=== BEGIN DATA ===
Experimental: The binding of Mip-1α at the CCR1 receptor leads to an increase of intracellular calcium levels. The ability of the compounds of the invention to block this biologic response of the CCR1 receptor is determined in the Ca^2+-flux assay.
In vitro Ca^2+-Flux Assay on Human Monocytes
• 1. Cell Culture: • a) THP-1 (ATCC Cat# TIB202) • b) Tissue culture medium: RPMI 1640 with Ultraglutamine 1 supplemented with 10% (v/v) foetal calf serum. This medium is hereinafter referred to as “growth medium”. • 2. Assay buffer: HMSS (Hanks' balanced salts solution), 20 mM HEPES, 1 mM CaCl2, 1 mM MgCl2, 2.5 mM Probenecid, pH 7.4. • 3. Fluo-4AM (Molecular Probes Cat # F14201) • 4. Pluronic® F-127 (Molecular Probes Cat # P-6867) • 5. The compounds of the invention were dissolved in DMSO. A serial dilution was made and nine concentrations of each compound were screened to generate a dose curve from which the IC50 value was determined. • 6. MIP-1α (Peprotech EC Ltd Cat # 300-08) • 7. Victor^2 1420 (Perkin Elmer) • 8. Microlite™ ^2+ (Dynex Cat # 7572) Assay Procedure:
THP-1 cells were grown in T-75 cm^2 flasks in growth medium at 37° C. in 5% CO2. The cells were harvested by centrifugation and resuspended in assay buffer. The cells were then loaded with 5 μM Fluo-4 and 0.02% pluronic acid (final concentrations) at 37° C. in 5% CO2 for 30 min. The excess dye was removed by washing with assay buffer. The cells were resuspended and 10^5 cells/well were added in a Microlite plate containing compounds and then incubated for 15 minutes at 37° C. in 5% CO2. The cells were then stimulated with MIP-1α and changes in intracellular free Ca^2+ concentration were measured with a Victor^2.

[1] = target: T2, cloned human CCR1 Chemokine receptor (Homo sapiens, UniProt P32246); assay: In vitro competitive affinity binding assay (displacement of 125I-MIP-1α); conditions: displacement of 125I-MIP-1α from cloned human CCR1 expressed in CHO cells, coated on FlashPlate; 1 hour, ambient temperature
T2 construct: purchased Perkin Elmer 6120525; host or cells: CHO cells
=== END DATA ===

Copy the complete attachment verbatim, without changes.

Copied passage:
Experimental: The binding of Mip-1α at the CCR1 receptor leads to an increase of intracellular calcium levels. The ability of the compounds of the invention to block this biologic response of the CCR1 receptor is determined in the Ca^2+-flux assay.
In vitro Ca^2+-Flux Assay on Human Monocytes
• 1. Cell Culture: • a) THP-1 (ATCC Cat# TIB202) • b) Tissue culture medium: RPMI 1640 with Ultraglutamine 1 supplemented with 10% (v/v) foetal calf serum. This medium is hereinafter referred to as “growth medium”. • 2. Assay buffer: HMSS (Hanks' balanced salts solution), 20 mM HEPES, 1 mM CaCl2, 1 mM MgCl2, 2.5 mM Probenecid, pH 7.4. • 3. Fluo-4AM (Molecular Probes Cat # F14201) • 4. Pluronic® F-127 (Molecular Probes Cat # P-6867) • 5. The compounds of the invention were dissolved in DMSO. A serial dilution was made and nine concentrations of each compound were screened to generate a dose curve from which the IC50 value was determined. • 6. MIP-1α (Peprotech EC Ltd Cat # 300-08) • 7. Victor^2 1420 (Perkin Elmer) • 8. Microlite™ ^2+ (Dynex Cat # 7572) Assay Procedure:
THP-1 cells were grown in T-75 cm^2 flasks in growth medium at 37° C. in 5% CO2. The cells were harvested by centrifugation and resuspended in assay buffer. The cells were then loaded with 5 μM Fluo-4 and 0.02% pluronic acid (final concentrations) at 37° C. in 5% CO2 for 30 min. The excess dye was removed by washing with assay buffer. The cells were resuspended and 10^5 cells/well were added in a Microlite plate containing compounds and then incubated for 15 minutes at 37° C. in 5% CO2. The cells were then stimulated with MIP-1α and changes in intracellular free Ca^2+ concentration were measured with a Victor^2.

[1] = target: T2, cloned human CCR1 Chemokine receptor (Homo sapiens, UniProt P32246); assay: In vitro competitive affinity binding assay (displacement of 125I-MIP-1α); conditions: displacement of 125I-MIP-1α from cloned human CCR1 expressed in CHO cells, coated on FlashPlate; 1 hour, ambient temperature
T2 construct: purchased Perkin Elmer 6120525; host or cells: CHO cells